An assault on the castle! That’s been the tone of the intense popular debate in Ottawa over a proposed addition to the Château Laurier. The design by Toronto’s architectsAlliance has been cast as a “disgraceful act of heritage vandalism.” And yet the latest version of that design goes to the city’s built heritage subcommittee Monday with staff support. It might, at last, get built.
That is not the disaster that some heritage advocates fear; the addition, in its current form, is a respectful and respectable piece of architecture. But it sure won’t make everyone happy. Nothing could.
The last two years of debate – call them the Château Wars – have taken place on two distinct fronts. One is the popular argument. Ottawans love the Château, and won’t accept any change at all. The other is a more subtle argument that the addition should mimic or mirror the existing Château.
First, the popular debate. Ever since the Château’s owners, Larco Investments, first revealed addition plans in 2016, Ottawans have been really angry. The Toronto architect Peter Clewes and his firm architectsAlliance, together with ERA Architects, drew up a new wing for the hotel – closing its U shape with new guest and meeting rooms – that was 12 storeys tall, facing Major’s Hill Park. It borrowed the limestone and copper of the Château but articulated the façades with an irregular grid of rectangles. Locals compared it to something out of Minecraft or Mordor.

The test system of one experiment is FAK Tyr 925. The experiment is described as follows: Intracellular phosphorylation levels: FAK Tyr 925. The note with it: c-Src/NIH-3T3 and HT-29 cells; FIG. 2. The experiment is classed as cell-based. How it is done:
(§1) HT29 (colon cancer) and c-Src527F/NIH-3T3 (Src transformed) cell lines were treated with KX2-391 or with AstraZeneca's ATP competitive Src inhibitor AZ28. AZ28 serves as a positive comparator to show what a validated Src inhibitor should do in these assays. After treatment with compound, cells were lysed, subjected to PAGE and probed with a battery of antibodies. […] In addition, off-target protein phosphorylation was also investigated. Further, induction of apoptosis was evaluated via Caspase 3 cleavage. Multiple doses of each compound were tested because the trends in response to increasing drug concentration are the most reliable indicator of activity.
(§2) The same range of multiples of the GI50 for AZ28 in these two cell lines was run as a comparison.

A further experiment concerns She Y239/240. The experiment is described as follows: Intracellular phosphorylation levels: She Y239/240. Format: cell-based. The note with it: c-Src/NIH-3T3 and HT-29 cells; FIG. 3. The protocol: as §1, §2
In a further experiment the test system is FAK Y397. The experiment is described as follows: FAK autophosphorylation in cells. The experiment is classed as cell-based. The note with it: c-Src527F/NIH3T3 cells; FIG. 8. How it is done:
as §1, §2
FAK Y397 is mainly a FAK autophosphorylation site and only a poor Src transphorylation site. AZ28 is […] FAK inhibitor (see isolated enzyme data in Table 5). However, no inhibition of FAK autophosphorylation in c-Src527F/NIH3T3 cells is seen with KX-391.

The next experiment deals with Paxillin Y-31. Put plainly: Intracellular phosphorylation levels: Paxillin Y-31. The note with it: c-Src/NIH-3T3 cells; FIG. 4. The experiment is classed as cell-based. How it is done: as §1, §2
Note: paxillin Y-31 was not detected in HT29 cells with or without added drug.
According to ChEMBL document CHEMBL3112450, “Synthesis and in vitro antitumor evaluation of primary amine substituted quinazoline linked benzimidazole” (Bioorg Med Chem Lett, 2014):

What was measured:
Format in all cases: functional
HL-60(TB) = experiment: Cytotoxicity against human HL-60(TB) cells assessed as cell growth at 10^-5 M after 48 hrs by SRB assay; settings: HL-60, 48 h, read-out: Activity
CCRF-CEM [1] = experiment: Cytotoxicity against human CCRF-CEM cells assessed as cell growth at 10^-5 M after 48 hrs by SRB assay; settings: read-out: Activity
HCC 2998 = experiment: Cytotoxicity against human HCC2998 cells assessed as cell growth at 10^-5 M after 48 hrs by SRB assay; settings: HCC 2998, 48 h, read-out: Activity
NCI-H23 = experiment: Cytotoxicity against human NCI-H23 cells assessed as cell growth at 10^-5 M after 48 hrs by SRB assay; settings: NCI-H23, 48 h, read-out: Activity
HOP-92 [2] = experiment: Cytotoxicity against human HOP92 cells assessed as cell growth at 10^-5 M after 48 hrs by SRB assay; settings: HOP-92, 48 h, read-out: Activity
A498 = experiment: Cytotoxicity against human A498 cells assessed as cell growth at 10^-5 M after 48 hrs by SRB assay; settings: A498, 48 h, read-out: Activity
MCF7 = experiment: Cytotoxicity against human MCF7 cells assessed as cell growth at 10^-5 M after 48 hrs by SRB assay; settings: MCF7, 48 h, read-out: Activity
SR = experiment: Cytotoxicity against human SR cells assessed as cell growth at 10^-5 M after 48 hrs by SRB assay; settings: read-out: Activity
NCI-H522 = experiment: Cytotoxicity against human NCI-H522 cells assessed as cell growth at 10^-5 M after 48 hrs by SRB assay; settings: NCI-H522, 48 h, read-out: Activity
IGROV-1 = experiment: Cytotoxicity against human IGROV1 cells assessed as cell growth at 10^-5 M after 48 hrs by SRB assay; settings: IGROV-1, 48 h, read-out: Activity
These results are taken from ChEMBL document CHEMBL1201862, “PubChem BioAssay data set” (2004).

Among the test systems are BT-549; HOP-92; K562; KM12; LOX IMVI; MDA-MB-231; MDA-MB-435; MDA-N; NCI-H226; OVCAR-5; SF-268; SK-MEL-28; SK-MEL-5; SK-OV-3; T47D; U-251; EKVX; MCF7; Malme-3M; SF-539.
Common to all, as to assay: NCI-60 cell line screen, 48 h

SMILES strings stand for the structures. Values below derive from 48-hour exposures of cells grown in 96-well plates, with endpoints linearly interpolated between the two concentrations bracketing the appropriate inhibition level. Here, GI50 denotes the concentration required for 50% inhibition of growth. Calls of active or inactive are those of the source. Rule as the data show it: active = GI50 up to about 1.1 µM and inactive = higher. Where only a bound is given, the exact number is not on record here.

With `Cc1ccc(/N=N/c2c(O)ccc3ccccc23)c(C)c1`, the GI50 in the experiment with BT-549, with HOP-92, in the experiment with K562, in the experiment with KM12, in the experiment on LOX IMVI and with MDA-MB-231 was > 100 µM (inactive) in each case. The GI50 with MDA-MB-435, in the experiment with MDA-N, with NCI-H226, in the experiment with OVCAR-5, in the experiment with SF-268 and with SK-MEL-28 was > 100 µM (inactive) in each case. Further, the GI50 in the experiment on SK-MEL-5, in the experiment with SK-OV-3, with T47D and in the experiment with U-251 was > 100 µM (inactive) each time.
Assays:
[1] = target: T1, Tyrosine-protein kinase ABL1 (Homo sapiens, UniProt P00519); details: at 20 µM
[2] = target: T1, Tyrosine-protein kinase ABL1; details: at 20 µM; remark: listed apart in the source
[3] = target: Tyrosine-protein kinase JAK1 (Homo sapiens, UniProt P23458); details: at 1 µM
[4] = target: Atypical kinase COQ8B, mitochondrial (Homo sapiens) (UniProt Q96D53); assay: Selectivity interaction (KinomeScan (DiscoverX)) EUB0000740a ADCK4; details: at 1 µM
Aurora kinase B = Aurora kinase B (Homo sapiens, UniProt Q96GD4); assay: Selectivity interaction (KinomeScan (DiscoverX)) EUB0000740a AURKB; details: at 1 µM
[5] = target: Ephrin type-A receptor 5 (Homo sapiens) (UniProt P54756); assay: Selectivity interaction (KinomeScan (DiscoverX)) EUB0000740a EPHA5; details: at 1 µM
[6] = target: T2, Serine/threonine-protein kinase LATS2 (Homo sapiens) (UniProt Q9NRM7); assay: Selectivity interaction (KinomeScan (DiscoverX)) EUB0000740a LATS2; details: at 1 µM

That was and is ridiculous; it’s an argument out of 1918, the equivalent of complaining about abstract art because it doesn’t look like anything. And yet Canadians are poorly educated about architecture, and most of us don’t think very hard about the shape or appearance of our buildings. Accordingly there remains an opposition in many people’s minds between “modern” buildings, which are unornamented boxes, and “traditional” buildings, which are everything that is or appears “old.”
It’s clear which side of the equation is more highly valued: traditional buildings connect to tradition, our past, our history. This makes Mr. Clewes, an avowed modernist, clearly the bad guy. Anything he designs that doesn’t look just like the old Château is, in this view, bad news.
This Château discussion is loaded with somewhat treacly nationalist sentiment. Heritage Ottawa describes the place as a “venerable historic hotel.” Which it is. And yet, what is the history? When the Château was first built in 1912, the Grand Trunk Pacific Railway was working to make Ottawa a destination. The architects, Ross & MacFarlane, were borrowing the “Château style” pioneered by CP a generation earlier. Here, well into the 20th century, its turrets, steep copper-clad gables and dormers were borrowed from American robber barons who were borrowing from medieval French nobles.
In short: the Château was originally a piece of commercial fakery, no more an inevitable product of its time and culture than another 20th-century chateau, Sleeping Beauty Castle at Disneyland.